The key drivers of this increase are shown in the diagram below. Many of our increased costs relate to ongoing programmes and the increased cost of doing business, rather than new initiatives. This includes our key programmes, ongoing public transport transformation programme, our flood protection programmes and our freshwater and biodiversity programmes. We are also facing increased costs
    resulting from the aftermath of the Kaikōura earthquake – including more expensive insurance and rent.

    In 2018/19 we are introducing a range of fare discounts for public transport users including students, children, people with disabilities and off-peak travel. We consulted with you on these last year and there was overwhelming support for the discounts.

    We are also investing in improvements to our core systems and capability, to ensure we are able to keep up with technology change and provide efficient services.

    There are also some good news stories, with significant savings from the increased fare revenue we will receive as a result of more people using public transport, as well as from reduced costs for the new operator contracts we have negotiated for the bus network.

    The region has also paid the final instalment for the debt we incurred with the construction of Westpac Stadium, which first opened in the year 2000.

    The following diagram shows the key drivers of change (both ups and downs) underpinning the first year of the 10-Year Plan.

    The proposed changes to rates for average value residential, business and rural properties are outlined in the rates, including the proposed changes under the Revenue and Finance Policy consultation are:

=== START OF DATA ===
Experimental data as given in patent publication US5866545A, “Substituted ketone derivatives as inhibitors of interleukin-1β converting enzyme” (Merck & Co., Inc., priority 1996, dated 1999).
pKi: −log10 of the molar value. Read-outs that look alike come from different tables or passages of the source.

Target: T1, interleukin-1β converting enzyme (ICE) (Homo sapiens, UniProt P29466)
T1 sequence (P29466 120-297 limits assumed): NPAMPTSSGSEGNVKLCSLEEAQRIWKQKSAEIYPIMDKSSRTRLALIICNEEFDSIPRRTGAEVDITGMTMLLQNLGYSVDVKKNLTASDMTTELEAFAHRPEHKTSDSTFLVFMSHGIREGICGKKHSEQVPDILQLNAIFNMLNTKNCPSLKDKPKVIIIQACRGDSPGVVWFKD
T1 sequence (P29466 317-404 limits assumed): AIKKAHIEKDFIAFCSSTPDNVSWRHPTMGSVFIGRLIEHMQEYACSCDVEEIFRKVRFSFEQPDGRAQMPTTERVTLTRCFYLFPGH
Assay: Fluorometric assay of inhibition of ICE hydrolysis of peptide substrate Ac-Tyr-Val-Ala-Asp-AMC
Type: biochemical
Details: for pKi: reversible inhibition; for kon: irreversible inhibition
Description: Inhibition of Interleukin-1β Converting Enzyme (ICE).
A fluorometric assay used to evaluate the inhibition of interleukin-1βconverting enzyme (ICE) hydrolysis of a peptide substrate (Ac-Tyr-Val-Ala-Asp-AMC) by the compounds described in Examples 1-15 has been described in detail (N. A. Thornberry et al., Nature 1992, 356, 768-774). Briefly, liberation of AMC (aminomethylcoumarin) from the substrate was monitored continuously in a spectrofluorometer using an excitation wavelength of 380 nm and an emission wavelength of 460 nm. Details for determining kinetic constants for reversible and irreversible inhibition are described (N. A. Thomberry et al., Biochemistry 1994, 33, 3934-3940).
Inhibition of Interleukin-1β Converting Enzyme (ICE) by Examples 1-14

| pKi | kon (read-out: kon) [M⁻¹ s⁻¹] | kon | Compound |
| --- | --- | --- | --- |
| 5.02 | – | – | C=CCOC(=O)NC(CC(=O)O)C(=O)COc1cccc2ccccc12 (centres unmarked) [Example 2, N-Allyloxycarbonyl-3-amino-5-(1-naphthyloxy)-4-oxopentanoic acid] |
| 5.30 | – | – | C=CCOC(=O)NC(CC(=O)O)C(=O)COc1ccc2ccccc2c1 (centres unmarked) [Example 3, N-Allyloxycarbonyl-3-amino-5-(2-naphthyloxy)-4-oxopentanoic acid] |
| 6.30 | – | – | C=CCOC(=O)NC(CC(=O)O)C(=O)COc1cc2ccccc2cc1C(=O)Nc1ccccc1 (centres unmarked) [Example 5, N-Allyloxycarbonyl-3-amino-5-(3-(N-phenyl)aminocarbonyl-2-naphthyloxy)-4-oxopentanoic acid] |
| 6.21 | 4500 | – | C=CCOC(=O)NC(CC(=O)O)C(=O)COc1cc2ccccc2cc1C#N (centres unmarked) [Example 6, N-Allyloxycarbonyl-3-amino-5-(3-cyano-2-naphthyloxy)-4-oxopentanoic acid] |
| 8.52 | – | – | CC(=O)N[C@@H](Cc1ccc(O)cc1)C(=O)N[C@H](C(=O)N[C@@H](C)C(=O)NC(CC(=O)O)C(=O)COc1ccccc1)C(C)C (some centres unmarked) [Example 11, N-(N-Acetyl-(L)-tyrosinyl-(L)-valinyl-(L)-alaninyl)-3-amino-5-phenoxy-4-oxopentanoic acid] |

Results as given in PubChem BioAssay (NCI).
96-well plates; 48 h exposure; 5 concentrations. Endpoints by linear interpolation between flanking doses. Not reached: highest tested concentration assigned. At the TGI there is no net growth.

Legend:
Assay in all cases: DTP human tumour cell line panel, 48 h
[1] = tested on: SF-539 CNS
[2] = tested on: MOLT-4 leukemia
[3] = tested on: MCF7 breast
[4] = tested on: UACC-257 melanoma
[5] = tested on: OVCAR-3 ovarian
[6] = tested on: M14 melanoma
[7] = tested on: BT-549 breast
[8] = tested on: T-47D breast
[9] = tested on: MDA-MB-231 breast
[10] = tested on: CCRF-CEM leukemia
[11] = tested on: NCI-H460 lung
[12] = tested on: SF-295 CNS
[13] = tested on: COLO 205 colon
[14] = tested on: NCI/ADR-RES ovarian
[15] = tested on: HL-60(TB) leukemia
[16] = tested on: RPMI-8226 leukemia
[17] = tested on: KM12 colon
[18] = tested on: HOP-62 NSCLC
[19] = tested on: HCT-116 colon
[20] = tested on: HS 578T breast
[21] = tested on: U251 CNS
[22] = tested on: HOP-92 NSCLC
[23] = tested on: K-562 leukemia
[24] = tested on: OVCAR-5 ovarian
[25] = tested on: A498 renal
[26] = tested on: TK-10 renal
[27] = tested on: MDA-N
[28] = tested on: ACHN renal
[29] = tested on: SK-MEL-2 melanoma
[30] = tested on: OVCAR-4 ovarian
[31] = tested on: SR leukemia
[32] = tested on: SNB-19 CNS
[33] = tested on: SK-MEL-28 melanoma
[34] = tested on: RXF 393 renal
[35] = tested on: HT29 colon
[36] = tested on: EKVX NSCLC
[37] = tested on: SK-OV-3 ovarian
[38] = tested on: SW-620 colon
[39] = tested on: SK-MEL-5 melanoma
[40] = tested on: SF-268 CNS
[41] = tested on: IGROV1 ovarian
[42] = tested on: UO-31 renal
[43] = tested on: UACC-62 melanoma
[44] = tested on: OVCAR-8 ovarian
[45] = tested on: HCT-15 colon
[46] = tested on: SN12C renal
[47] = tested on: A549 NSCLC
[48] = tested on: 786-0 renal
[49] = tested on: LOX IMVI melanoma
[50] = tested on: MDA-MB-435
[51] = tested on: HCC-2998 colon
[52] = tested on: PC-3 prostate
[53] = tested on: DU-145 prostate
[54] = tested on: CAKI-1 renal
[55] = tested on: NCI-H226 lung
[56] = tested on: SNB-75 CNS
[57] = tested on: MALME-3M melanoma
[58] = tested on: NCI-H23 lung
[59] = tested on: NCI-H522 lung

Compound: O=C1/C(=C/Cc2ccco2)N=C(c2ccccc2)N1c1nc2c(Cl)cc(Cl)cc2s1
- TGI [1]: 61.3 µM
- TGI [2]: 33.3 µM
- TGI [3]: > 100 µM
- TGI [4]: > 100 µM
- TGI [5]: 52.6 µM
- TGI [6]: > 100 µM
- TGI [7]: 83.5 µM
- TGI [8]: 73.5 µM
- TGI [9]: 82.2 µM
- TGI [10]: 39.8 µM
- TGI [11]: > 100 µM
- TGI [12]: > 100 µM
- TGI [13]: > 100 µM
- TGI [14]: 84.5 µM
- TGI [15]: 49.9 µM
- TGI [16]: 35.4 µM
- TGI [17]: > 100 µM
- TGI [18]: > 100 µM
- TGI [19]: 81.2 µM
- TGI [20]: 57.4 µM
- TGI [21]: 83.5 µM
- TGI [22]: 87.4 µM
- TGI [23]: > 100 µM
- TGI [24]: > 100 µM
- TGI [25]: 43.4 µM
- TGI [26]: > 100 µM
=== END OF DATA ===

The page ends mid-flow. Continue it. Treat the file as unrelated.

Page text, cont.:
Impact of the proposed changes to the Revenue and Financing Policy in 2018/19 (please note these are averages for residential properties only)

    Water Levy

    Greater Wellington charges a water levy to the four city councils (Wellington, Hutt, Upper Hutt and Porirua) for the delivery of bulk water. This is on-charged to ratepayers through city council rates.

    We plan to increase the water levy by 7.1 percent ($2.2 million) in 2018/19, with an annual average increase of 4.6 percent across the 10 years of the plan. The increase in 2018/19 is driven by additional investment and ongoing costs required for water treatment at our Waterloo plant to resolve potential water quality issues following the November 2016 earthquake. Beyond 2018/19, the levy increases are due to
    increased investment in water supply resilience, principally the cross-harbour pipeline detailed in our Infrastructure Strategy.

    For more details on rates download the 10-Year Plan consultation document.




  • Public Transport - meeting customers’ expectations for the Metlink network and services

    3 months ago
    Train station large

    The Wellington Region has a high-quality, well-used public transport network (the Metlink network). Per capita, we have the country’s highest number of public transport users. Our buses, trains and harbour ferries play an important role in helping people get to work and to play, and contribute significantly to the region’s liveability and economic productivity.

    Delivering on our vision of a world-class public transport system is a big focus for Greater Wellington. We have a long-term commitment to improving public transport services in the region and it will take time and money to make changes. We’ve already seen the benefits...

    The Wellington Region has a high-quality, well-used public transport network (the Metlink network). Per capita, we have the country’s highest number of public transport users. Our buses, trains and harbour ferries play an important role in helping people get to work and to play, and contribute significantly to the region’s liveability and economic productivity.